Lessons: 14Length: 1.3 hours

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2.3 Portfolio Editing: The Rough Cut

In this lesson you will learn how to begin eliminating the photos that do not fit into your portfolio’s goals, leaving only the images that adequately represent your message. We will also explore the benefits of getting help during this stage of the process.

2.3 Portfolio Editing: The Rough Cut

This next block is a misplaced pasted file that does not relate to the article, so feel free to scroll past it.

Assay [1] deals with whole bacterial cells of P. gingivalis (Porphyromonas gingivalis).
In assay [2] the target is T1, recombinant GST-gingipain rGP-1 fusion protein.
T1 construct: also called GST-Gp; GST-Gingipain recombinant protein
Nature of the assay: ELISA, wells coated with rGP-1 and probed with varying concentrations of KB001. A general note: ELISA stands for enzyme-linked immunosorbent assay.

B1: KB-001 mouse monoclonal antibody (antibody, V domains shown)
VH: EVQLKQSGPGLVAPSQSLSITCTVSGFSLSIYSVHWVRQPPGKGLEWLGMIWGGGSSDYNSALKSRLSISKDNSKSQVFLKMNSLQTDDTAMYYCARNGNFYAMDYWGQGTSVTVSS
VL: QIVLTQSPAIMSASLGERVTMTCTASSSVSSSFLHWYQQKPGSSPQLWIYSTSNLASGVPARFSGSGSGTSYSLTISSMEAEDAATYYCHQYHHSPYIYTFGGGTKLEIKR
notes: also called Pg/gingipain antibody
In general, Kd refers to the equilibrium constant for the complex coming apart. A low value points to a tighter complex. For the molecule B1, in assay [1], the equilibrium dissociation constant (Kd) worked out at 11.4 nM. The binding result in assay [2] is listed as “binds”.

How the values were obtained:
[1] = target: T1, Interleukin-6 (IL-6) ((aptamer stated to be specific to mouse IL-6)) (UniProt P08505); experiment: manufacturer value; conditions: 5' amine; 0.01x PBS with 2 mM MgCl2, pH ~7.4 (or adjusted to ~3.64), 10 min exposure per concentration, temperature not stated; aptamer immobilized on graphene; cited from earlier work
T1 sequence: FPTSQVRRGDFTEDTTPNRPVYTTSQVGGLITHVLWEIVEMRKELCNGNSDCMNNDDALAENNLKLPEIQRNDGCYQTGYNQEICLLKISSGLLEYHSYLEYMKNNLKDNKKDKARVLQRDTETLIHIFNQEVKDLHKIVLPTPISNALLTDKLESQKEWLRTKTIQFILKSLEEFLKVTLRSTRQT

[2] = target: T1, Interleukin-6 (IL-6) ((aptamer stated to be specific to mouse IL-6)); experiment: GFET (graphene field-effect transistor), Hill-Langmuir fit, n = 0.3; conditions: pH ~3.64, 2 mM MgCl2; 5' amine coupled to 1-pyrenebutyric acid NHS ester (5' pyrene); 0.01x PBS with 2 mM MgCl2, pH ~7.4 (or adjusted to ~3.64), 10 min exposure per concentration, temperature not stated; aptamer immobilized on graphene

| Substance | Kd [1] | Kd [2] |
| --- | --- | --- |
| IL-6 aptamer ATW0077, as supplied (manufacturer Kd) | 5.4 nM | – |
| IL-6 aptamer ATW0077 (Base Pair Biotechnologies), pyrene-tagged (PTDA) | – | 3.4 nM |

In this lesson we'll make a rough cut of our group of images by eliminating the photos that are not the best. In our previous lesson, we generally looked these over. Now it's time to take some action. We'll also explore the benefits of getting help during this stage of the process. So I'm going to begin by marking the photos that I feel are not top tier in grey. Here on my Mac, I'm going to control click, and then under the Label designation I'm going to select grey. And depending on the computer that you're on, the process may be a little bit different, but the key concept is that you want to mark those photos that are not the best in some way so that you can come back and remove them later. And, so, I am going to look through each shot and mark the ones that I think won't be a good fit for my portfolio. You'll want to get rid of any shots that are not of the highest quality, no matter how attached to them you are. You'll also want to get rid of any photos that are out of focus, as well. And so here you can see I'm marking different photos that are lacking impact for me, and so looking at these two photos, you'll find that they're similar, but this one definitely has more impact than this one, in my opinion. So I'll mark this one in gray, just to make a note to myself that I probably won't include it. And looking at these two photos, I would say this one has the least impact, and so I'll mark that one in gray as well. And you don't wanna spend too much time at this point. You're really just going through and marking the ones that your gut is telling you may not be up to par. And I see that these two are very similar and really, there's no reason to include both. And so I'm going to mark this one in grey. I'll leave this waterfall one for now. I'll leave this for now as well. And let's see, I might mark this one in gray as well. And the same with this one. Now, this stage of the process may be a little bit tough because you may be attached to the photos, but you have to remember that you want to show your best to whoever is looking at your photos. And these two are similar, but this one has greater impact. And this one not as much. And so, I will mark this one. Okay, let's discuss why it's so beneficial to get help when going through this stage. It's hard to be objective with your own work because we're so emotionally tied to it. We know the back story. And while the storytelling element is important in an image, you can't let that mask your judgment when weeding out mediocre photos. That's when involving a third party can be so beneficial because they can look at your work objectively and give you their first impressions of it. And if you're able to work with them in person, you can also observe them and see how they react. This could be with a teacher or a friend or even an honest family member. You can have them sit down with you at your computer and cycle through the photos. Or you can print your photos off and review them that way. So I'm going to switch views. And just take a look at the photos that we've marked in gray. These are the lowest quality photos in my opinion, and so I'm going to move them to another folder. On your end, you should be selecting your images that you think don't quite make the cut, and marking those in some form, either with a color label or any other way that's easy for you, so that you know that you're not planning to include them in your portfolio. And as you can see, I've created another folder within my Nature and Travel portfolio folder and I've called it Rejects. And so now I'm going to select command and gather all of the photos that are marked in gray. And then I'm going to move them to the Rejects folder. And I'll click and drag them into Rejects, and so you see right off the bat we've eliminated 20 photos. While you're doing this process, I recommend that you take short breaks, get away from your computer, and then comeback and re-review those photos that you marked as rejects. Because looking at it with fresh eyes sometimes gives you more perspective. And then you may find that perhaps you removed a photo that you should use in your portfolio. In which case, you would just move it back into the selections folder and remove the gray label. And so here we have our remaining photos. This brings us to the end of our lesson. In this lesson, we eliminated a good handful of photos that we knew right off the bat we were not going to use. In our next lesson, we'll make our final edit and isolate the best photos for our portfolio.

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